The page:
I thought that I would take a lighter approach to this week’s blog and discuss the not-so-professional subject of stage pranks.

This has proven to be a very popular topic from the huge amount of responses and stories from fellow actors I received on Facebook and Twitter, so I hope you enjoy my top ten – just don’t go getting any ideas!

  1. Inserting sex noises into the dialogue is always funny, and you can actually be suprisingly subtle with it, if you use it creatively and sparingly. Go and read through any monolgue right now, slipping in the odd groan or lustful shudder, it’s incredibly liberating. For the truly accomplished, try animal noises.
  2. Fun with food is also a popular one. I remember doing a show where during one of my scenes, the actors behind me were eating a picnic, and would often pick up bits of fluff off the floor and old scraggy lx tape and put them in each others sandwiches. A certain genius of tomfoolery who will not be mentioned by name also told me he once filled someone’s mask with prit stick and tuna just before they had to put it on!
  3. Messing around with the props is a staple gag. Indeed, I once heard of an actor literally stapling the protagonist’s props to the floor so he couldn’t get to them in time. If you ever have to give anyone a letter or note, it’s routine during a final matinee to slap a bit of porn on there, or an unflattering picture of themselves – it will always temporarily freeze them in their tracks.
  4. Alienation technique (and I’m not speaking in terms of Brecht). Having been on the receiving end of this isolation stragetgy, it’s actually pretty awful, but basically boils down to completely ignoring a person, looking right through them – rejecting them in the most public arena possible. A difficult one to come back from, although the persecuting group will usually tire of it eventually.
  5. Secretly passing stuff around is a practice as old as the art of performance itself. The response I got on this topic ranged from eggs, bananas and pennies to dildos, condoms and, more bizarrely, “cooties”. One estemeed collegue told me he had once passed a pair of glasses around a whole cast until everyone had worn them by the end of the play. As with most of these, timing is everything. If you can manage to get a dildo in Hamlet’s jerkin before “To be or not to be” consider yourself a champion.
  6. The random prop is always a good way of throwing your fellow actors. Responses ranged from a pair of LED framed glasses to a four foot blow up shark. A good friend of mine once turned up on stage on crutches and played the whole scene like he’d just escaped a massive fight. He’d also occasionally turn up in a fat suit, or with a completely different accent. I remember once looking out to see why he hadn’t come onstage and seeing him sat chatting with the audience.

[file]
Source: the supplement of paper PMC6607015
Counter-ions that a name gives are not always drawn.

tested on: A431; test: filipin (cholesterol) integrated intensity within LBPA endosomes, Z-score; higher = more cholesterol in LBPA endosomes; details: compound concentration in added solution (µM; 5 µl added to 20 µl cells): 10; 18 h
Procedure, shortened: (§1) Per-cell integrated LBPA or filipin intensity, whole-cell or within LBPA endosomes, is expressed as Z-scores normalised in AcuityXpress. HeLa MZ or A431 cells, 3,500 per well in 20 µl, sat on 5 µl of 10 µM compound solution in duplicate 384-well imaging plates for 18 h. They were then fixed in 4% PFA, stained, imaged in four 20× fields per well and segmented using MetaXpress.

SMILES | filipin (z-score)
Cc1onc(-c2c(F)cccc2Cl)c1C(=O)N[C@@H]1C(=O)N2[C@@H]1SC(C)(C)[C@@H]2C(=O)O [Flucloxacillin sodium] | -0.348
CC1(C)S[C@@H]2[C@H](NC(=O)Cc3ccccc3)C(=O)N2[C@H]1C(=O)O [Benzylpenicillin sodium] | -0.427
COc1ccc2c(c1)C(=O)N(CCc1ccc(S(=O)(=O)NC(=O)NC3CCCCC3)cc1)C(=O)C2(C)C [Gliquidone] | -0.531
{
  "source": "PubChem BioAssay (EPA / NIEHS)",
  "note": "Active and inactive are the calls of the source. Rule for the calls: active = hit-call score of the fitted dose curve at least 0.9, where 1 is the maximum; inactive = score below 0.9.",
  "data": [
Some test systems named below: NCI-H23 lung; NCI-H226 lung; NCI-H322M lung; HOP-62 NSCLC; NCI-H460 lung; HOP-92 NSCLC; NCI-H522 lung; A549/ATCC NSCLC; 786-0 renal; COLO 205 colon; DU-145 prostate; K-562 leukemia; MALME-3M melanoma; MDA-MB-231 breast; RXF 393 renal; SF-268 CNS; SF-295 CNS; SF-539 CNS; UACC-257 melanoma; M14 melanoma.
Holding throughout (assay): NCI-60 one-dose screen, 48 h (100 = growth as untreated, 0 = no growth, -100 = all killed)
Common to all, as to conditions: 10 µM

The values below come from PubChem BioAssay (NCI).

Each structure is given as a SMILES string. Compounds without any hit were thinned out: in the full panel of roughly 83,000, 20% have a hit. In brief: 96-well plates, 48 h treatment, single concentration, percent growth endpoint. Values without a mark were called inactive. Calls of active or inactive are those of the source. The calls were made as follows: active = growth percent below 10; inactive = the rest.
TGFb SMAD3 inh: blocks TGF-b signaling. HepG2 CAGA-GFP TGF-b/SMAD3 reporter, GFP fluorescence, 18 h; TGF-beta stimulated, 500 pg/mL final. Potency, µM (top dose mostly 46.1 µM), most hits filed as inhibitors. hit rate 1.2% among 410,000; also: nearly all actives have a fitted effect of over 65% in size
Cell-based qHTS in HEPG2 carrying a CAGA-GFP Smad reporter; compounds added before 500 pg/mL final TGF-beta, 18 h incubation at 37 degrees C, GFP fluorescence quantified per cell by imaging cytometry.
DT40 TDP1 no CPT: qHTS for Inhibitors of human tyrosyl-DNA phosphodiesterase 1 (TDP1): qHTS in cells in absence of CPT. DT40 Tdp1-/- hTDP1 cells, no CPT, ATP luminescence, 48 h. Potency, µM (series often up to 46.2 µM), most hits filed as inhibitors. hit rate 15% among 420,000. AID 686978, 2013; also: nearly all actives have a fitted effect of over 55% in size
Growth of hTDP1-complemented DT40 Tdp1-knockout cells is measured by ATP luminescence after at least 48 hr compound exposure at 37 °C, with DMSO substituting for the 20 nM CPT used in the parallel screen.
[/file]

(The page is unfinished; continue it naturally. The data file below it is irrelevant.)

7. Play on people’s insecurities for a real dose of psychological bullying. A good prank is to repeatedly glance at their collar with a confused expression, until they panic and think they have spilled something on it. I imagine this works equally effectively with the flies. If you are a real bastard, wait until someone has started getting changed, then hide their costume so they have to go on stage in pants. Sounds far fetched to me, but sources assure me this has happened.
  8. If you are really cruel you can ad lib, or start saying the other person’s monologue and see how they get out of that one. Or just walk off. Or don’t come on. See how they deal with it.
  9. Play the “How Did I Die” game. Each of you has to assume the pose of someone recently deceased, while the others try to acertain the cause of death. Another good game for triologues, is to make sure one of you is always sitting, one standing and the other lying down. You can then suddenly hop to your feet or drop to the floor to keep your colleagues on their toes.
  10.  And finally, undisputed queen of the onstage trick Penny Tasker must have a special mention here, just for the sheer volume of stories I received from her or about her, which included flashing your co star, tickling their feet during a particularly emotional moment, hiding coloured dots on props and costumes and in her own words “big loud smelly fart, a classic but the best”. No argument there.


Like a Karate Sensei, I provide you with these tools, so you may never have to use them, but to be aware of their prescence at all times, prepared to defend yourself, or in some cases, to counter attack.

Thanks to Wendy Paver, Shelly Terry, Liam Nooney, Holly Creed, Matthew Quinn, Elizabeth Twells, Connor Mills, David Monk, Camilla Whitehill, Adam Warren, Katie Salt, Chloe Wigmore, Penny Tasker and Jenny Palmer for your contributions.

If there is one thing I have learnt from compiling this research, it’s that I will never ever ever go to a final matinee of any play I am actually interested in seeing!